App: Getty Images
Platform: iOS 7 or later
Finding images to use on websites and blogs can be difficult. But, life got better in July when Getty Images updated their app and included features that make finding and using images so much easier to do. Watch the screencast below to find out why and how.
Continue reading App of the Week: Getty Images
Copyright. ‘ It’s one of those issues in education that doesn’t go away. Whether it is the 1,000 pound elephant in the room no one wants to acknowledge or it’s the topic being policed with the kind of gusto most often left for sample sales. Copyright causes confusion, panic and in some cases, arguments. ‘ The good news is, it doesn’t have to be that way.’ ‘ But before we discuss a solution, let’s look at some real life scenarios: Continue reading The Copyright Quagmire
You have probably noticed that Pinterest is getting a lot of attention from teen librarians lately. If you have not seen this site for yourself, Pinterest is a social network/curation site based on the concept of a pinboard. Users share images by “pinning” them. Followers can see each other’s boards and “repin” images they like. It’s a great way to share programming ideas, with a clean, pleasant look and an easy-to-use interface. YALSA recently used Pinterest to share ideas for Teen Tech Week.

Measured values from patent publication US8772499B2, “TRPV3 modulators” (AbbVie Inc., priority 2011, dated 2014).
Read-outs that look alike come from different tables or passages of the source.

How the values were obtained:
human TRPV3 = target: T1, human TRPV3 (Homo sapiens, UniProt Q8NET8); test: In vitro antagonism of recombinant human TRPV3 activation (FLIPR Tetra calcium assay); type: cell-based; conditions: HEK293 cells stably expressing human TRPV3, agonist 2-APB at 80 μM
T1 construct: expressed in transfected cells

There has been plenty of chatter on the ya-yaac listserv about Pinterest as well, mostly singing its praises, but a thread titled’ “Pinterest is awesome, but are we risking a lawsuit” gave me pause. In this thread, people linked to a couple of blog posts that expressed serious concerns with the copyright implications of “repinning” content and some conflicting messages between Pinterest’s terms of service and suggested use of the site.